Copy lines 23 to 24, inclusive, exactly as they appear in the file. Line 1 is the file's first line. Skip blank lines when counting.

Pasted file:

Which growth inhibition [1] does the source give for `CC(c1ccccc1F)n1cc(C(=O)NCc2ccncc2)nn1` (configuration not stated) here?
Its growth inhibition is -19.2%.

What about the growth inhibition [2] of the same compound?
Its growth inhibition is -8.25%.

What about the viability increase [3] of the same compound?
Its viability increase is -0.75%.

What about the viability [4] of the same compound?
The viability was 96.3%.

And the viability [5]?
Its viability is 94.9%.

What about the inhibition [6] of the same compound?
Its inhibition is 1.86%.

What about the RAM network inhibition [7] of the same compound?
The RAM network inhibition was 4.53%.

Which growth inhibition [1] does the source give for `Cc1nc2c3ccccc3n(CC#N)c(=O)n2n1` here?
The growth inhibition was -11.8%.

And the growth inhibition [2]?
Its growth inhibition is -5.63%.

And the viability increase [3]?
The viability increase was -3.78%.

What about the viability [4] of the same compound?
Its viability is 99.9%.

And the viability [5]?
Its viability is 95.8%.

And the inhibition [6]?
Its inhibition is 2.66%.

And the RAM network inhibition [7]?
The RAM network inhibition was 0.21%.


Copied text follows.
And the viability [5]?
Its viability is 95.8%.